Check this out. The burger's ingredients include the following: Japanese wagyu beef, white truffles, onions fried in Cristal champagne, topped with pink Himalayan rock salt.
They even sold a few, with one Burger King employee saying how a couple split the bill.
Now of course, if you're dropping the better part of $200 on a burger, you don't really want to be washing it down with any old soft drink, which is why if you're eating in you get a complimentary glass of wine.
Let me be clear. If I pay $200 for this, it had better not be made and served by some pimply-faced teenager!
Nothing wrong with donating a little money to charity, is there? Sure there is, because for some people, any amount of happiness is too much.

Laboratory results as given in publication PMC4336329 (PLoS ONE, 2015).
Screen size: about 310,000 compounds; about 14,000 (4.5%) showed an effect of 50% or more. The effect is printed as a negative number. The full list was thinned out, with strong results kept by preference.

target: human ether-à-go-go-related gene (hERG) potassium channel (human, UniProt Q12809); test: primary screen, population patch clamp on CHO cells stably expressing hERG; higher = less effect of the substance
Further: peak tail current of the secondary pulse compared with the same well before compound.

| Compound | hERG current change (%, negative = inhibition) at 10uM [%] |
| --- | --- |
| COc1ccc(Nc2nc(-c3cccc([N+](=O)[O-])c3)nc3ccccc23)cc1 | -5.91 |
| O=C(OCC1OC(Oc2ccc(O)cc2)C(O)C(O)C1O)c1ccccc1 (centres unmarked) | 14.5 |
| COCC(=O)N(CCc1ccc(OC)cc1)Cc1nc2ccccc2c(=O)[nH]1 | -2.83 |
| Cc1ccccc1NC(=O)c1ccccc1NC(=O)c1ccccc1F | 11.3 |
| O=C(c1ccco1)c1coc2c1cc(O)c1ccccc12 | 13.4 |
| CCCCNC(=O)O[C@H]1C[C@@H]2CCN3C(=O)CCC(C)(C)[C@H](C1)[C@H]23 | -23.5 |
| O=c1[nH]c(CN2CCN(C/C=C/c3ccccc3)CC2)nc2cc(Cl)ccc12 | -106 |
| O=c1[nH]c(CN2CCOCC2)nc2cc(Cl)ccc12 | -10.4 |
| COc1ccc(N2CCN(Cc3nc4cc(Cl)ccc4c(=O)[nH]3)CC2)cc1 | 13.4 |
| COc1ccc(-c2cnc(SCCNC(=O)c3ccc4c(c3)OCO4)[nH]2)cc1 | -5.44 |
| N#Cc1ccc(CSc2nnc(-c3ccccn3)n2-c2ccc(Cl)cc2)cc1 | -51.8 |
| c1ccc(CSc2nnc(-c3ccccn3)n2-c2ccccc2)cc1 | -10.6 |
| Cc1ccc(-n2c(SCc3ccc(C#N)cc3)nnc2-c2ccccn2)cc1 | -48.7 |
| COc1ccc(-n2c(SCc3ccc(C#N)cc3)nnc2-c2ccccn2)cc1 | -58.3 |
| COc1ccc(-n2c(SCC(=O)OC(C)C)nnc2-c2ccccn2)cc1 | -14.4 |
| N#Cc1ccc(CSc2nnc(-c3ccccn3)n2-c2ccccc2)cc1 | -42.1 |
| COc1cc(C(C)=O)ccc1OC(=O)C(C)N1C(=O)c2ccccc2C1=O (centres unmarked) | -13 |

What's not going down so easily is Burger King's controversial concept of "delicious decadence" during a time of global economic meltdown and worldwide food shortages. Food crisis campaigners view it as the wrong burger at the wrong place at the wrong time.
"To come out with this kind of hugely expensive and over-the-top burger and to have 800 million people going to bed hungry every night is just to shoot yourself in the foot," said Dave Tucker of the organization "War On Want."
It's not a mercantilistic world, idiot. If Burger King got rid of this burger tomorrow, those 800 million people wouldn't instantly be fed. "Social justice" will not be served by eliminating this burger.
Some people will seize upon any reason to wag their fingers and moralize against the rest of us. I wonder what bumper stickers Mr. Tucker has on his car.